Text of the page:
‘The 40-Year-Old Version’ now playing on Netflix

Lapacazo Sandoval | 10/15/2020, midnight
I love Radha Blank’s semi-autobiographical comedy, “The 40-Year-Old Version,” now playing on Netflix.
The 40-Year-Old Version Netflix image

I love Radha Blank’s semi-autobiographical comedy, “The 40-Year-Old Version,” now playing on Netflix. She dares and goes there and back. The movie made me smile and pause and cheer for the sheer will that Blank has demonstrated on getting her voice out there and on the No. 1 streaming platform in the world.

The movie is about the character “Radha Blank,” a Harlem-based playwright who faces most of the same slippery struggles and consistent setbacks as her creator. To make ends meet Radha teaches, not what she envisioned a decade before when she earned a promising “30 Under 30” award, and her drama students feel the disappointment in her career trajectory, with one spirited female student pulling her life apart in rhyme. But it worked because a fire was restarted in Radha. She remembered that in college she not only rhymed but she battled and won.

Using the old advice, which is to write what you know, she pushes into asking and answering the question: Is the world ready for the 40-year-old version?

The answer is yes. Writer-director Blank did not come to play. She’s entertaining and educating all to a beat that makes a full mic-drop of an indie movie. The film is shot in expressionistic black and white, giving a nod to Oscar winner Spike Lee’s classic “She’s Gotta Have It.” Blank presents an authentic and brutally honest feature.

I want more. She knows the chilling impact of being ignored despite being gifted. She’s representing all of us, in a way, us folks of color that have just as much talent (often, much more since most white people fail up) as white artists.

She blasts about the “isms” that break our hearts; racism and sexism all form Blank’s very informed point-of-view. Her courage isn’t something we don’t understand or possess ourselves. We celebrate our sister here for getting her film made, for getting her voice heard for smashing the tremendous obstacle.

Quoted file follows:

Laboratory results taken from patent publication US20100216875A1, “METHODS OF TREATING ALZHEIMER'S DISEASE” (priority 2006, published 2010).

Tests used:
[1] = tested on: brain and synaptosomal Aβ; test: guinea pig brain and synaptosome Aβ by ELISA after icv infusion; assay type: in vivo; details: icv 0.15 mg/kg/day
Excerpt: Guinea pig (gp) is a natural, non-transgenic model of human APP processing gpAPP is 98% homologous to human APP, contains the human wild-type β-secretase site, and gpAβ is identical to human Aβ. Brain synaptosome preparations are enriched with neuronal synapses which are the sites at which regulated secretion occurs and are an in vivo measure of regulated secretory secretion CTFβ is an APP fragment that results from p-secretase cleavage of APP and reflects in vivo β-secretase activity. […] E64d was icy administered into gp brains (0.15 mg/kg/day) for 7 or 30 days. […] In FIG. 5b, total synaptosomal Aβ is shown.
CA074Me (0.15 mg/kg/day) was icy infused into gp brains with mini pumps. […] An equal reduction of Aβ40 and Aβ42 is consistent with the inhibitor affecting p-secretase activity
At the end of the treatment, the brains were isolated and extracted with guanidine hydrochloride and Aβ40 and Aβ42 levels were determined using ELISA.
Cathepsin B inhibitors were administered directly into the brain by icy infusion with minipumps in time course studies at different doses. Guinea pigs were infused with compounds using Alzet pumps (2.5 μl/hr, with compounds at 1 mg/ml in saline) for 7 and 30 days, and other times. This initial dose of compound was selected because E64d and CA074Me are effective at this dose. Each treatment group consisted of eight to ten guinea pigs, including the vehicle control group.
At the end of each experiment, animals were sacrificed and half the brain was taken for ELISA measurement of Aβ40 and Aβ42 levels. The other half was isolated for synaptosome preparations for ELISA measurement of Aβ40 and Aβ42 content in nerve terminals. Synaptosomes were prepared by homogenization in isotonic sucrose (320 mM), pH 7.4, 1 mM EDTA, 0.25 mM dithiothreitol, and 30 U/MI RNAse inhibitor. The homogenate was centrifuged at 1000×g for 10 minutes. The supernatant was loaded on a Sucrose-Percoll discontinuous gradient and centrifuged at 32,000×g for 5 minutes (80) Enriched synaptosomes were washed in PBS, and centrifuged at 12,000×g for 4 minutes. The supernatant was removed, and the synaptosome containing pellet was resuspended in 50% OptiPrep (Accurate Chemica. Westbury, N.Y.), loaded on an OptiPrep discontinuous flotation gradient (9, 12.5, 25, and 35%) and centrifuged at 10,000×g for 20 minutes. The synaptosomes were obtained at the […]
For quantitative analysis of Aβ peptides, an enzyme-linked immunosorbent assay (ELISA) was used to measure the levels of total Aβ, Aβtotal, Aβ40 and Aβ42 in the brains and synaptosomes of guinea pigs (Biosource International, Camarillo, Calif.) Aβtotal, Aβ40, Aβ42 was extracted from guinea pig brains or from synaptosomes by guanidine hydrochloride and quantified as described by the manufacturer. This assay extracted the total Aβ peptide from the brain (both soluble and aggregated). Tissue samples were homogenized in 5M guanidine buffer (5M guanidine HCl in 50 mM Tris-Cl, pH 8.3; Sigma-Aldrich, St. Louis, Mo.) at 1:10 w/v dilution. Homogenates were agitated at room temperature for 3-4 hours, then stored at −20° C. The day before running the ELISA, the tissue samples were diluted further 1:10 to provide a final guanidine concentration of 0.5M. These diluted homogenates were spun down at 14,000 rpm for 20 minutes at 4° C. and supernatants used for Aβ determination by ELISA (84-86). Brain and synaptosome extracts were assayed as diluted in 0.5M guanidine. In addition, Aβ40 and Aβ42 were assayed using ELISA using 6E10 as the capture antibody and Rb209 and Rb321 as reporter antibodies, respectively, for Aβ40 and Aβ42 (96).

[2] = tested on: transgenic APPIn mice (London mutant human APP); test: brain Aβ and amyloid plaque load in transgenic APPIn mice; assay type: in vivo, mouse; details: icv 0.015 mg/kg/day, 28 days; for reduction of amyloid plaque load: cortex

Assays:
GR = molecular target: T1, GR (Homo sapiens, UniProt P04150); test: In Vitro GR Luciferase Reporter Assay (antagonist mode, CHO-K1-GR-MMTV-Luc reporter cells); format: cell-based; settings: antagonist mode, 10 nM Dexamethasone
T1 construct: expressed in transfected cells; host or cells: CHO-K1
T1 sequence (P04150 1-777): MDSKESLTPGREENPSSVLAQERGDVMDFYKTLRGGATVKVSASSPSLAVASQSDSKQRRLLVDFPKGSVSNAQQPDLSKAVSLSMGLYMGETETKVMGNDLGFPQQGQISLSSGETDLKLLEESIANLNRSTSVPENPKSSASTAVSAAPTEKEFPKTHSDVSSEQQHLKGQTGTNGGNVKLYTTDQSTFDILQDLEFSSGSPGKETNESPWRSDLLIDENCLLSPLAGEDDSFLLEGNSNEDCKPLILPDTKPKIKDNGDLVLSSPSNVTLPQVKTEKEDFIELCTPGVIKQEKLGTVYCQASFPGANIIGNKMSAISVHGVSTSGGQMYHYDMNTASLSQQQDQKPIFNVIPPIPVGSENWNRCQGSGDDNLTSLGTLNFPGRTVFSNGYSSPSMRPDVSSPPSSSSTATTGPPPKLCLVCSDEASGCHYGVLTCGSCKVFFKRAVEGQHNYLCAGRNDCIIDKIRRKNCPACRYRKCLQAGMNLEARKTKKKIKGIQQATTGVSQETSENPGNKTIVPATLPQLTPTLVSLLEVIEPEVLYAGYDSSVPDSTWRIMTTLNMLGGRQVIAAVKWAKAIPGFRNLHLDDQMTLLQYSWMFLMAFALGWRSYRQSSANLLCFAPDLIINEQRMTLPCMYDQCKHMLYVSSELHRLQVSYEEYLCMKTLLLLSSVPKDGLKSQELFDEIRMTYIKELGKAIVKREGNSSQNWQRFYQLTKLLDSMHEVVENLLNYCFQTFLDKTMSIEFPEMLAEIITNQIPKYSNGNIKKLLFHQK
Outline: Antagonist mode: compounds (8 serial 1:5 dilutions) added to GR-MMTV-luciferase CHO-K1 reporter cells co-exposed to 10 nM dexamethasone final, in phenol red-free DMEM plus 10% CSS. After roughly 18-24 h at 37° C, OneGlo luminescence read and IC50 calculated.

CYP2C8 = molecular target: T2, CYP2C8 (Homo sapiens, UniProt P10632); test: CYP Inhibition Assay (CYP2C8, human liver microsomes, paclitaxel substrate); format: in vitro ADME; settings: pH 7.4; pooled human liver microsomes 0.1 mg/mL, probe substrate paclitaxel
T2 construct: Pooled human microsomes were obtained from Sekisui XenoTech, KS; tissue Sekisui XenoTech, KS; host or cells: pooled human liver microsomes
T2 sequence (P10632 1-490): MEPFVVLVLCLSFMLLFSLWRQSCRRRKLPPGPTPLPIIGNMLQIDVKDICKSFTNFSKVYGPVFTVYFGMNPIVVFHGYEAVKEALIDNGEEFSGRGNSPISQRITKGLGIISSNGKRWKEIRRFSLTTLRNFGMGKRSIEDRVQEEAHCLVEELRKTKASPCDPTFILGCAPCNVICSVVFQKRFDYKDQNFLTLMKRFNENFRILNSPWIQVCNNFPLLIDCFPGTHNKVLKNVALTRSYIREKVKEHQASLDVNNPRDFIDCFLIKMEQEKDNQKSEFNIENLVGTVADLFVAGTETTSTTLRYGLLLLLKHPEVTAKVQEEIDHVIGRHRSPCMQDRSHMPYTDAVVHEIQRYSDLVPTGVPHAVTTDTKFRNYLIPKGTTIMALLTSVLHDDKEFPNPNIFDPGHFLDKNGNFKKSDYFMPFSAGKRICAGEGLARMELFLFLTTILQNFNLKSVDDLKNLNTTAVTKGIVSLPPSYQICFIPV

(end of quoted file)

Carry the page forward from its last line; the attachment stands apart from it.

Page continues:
She’s paid her dues, and with the help of producer Lena Waithe the film got made. Hollywood sisterhood in action—that’s progress and that’s a positive change.

Blank is a Brooklyn Queen and has been in the theater world long enough to know how white producers think the African American stories should be told. Her passionate manager/gay BFF Archie (Peter Y. Kim) is loyal and makes her journey better for it.

Yearning for the beat, Radha connects with a Brownsville DJ named D (Oswin Benjamin) about producing her mixtape. He agrees and the first track she records, “Poverty Porn,” tears asunder most of the clichés that white gatekeepers (Hollywood/Broadway) keep tossing at us with their “notes” to make our work more “authentic” (like they would know). One stance goes like this: “No happy Blacks in the plotlines, please / but a crane shot of Big Momma crying on her knees / for her dead son, the b-ball star, who almost made it out. / Sounds f—ed up enough to gain my film some capital.”

Sick, right? No good drama is truly good without trials and tribulations. On her first try, she is humiliated at an open-mic night, in front of her students and manager, Archie, who later advises her to pull her latest play, “Harlem Ave.,” out of underfunded black theater space and pitch it (again) to Whitman.

Radha is a proud woman and asking for help, finding herself falling into a passive stance trying to appease the white men in power, makes her cringe. Her secret weapon is comedy and she is a superheroine. Her timing is impeccable, and her body language is sublime.

As a writer, she’s swift using her smarts to tickle the funny bone and educate the masses on the political subtext.

At 129 minutes it can be argued that the film is too long. Not when I am snuggled up in my apartment (thank you, COVID-19) and watching on Netflix. Besides, Blank has a lot to say and we are listening, paying close attention to make sure we don’t miss a gem.

Blank knows what the 40-year-old point of view looks and sounds like. As a director, she did it herself (kudos, applause, please) and as for her age (40) who cares, she did it and you can do it too.